How To Run A Virtual Team Meeting

How To Run A Virtual Team Meeting

When the great work-from-home experiment began in 2020, one of the biggest fears for newly remote leaders was running virtual meetings. In fact, “Virtual meetings don’t work” is the most common response I hear when speaking to leaders at all levels about remote teams. But let’s be fair: in-person meetings rarely ever worked, either.

There’s an entire research field of “meeting science” developing to study the effectiveness of organizational meetings, and the initial findings aren’t good. In one study, researchers from the United States and the United Kingdom conducted an international survey of more than a thousand employees at all levels of organizations to get their perception of how effective their meetings really were. The vast majority of respondents’ comments on meetings were negative. They cited poor planning, lack of an agenda, and other structural elements of the scheduled gathering people had to suffer through. The few comments that were positive primarily referred to the reasons for the meeting, like solving problems or helping shape culture. It’s clear that meetings aren’t going away any time soon—people see the value in holding them. It’s in the execution of the meeting that all that value seems to disappear.

In a virtual meeting, these positives and potential negatives are heightened. It might be the only time this week or month that you get your entire team together at the same time, and it’s your best chance for making sure people feel like they’re part of a real team. At the same time, if their feelings after every meeting are “This whole thing could have been an email,” that’s going to shape their feelings about the overall team as well.

So, whether it’s your first virtual meeting with your team, or your forty-seventh weekly meeting, here are the steps to follow to make it the best one ever:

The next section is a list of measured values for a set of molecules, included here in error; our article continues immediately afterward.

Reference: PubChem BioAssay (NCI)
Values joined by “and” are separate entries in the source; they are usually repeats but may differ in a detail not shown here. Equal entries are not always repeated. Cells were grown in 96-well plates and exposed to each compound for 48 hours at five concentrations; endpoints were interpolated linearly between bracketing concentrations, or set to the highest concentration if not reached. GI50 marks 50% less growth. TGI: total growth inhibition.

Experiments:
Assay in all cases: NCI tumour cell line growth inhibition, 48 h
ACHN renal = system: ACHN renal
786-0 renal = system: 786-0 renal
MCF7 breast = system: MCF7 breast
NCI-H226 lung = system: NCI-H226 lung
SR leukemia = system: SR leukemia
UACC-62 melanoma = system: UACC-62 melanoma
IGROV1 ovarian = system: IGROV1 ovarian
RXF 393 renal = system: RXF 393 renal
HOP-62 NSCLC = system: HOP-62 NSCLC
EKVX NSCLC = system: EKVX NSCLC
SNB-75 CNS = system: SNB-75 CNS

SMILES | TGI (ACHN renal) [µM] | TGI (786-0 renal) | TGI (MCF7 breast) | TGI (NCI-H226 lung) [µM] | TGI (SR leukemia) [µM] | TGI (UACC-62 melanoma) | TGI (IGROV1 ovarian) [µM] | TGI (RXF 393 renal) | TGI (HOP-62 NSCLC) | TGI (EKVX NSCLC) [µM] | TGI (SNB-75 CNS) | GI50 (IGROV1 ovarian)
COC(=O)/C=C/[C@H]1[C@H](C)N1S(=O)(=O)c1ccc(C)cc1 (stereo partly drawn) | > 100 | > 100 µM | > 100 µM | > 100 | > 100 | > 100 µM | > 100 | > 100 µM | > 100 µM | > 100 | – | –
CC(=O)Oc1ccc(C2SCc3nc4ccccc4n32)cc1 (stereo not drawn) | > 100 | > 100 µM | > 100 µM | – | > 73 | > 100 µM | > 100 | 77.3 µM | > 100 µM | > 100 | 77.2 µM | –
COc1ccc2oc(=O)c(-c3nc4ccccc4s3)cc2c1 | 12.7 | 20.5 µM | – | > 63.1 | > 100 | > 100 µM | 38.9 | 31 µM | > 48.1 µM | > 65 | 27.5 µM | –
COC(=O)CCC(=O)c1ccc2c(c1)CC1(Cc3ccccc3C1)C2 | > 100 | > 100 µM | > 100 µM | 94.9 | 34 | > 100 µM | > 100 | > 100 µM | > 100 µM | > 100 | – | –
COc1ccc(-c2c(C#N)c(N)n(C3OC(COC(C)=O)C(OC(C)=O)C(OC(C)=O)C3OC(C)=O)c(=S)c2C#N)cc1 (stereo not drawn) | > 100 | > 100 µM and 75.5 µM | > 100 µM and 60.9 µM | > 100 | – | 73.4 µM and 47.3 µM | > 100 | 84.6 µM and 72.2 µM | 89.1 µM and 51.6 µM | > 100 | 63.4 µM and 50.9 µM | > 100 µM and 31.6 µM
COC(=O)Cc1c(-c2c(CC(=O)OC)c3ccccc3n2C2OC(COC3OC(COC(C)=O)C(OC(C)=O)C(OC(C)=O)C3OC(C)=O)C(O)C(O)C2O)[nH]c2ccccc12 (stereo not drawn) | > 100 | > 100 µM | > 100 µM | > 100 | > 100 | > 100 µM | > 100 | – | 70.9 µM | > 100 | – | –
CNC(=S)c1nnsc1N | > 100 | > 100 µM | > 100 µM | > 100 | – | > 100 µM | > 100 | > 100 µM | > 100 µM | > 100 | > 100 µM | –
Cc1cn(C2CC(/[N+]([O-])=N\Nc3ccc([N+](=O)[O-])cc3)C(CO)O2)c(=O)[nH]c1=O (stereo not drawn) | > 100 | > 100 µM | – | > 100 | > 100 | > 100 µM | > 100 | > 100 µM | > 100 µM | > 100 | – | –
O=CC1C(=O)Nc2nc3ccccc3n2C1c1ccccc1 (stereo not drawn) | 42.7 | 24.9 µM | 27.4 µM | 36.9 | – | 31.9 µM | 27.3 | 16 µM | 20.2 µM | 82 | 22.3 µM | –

1. Plan With Purpose

Having a stated purpose for each meeting will make the planning process much easier since people will have realistic expectations about what will be discussed and can plan accordingly. Keep it to one purpose per meeting. Any more and you should consider breaking it up into two smaller meetings (even if both happen on the same day).

2. Pick The Right Attendees

Not everyone on your team needs to be on every meeting, and every event invite you send is a distraction from the real work they want to do. Remember that the cost of a one-hour meeting with nine people isn’t one hour; it’s nine hours. And as the number of people in meetings increases, the effectiveness of meetings generally plummets. So be a smart spender of your people’s time and keep the guest list as short as possible.

3. Build The Right Agenda

Instead of using generic titles, use questions. So “Marketing Issues” becomes “How might we get the same return on a decreased advertising budget?” and “Miscellaneous Items” becomes “What vital information do we have to share with each other?” Questions have two benefits. First, questions put people in the right frame of mind when you send out the agenda (and you absolutely should send it out ahead of time). Second, questions help everyone know if the meeting was indeed effective. If we got our questions answered, it was indeed an effective meeting.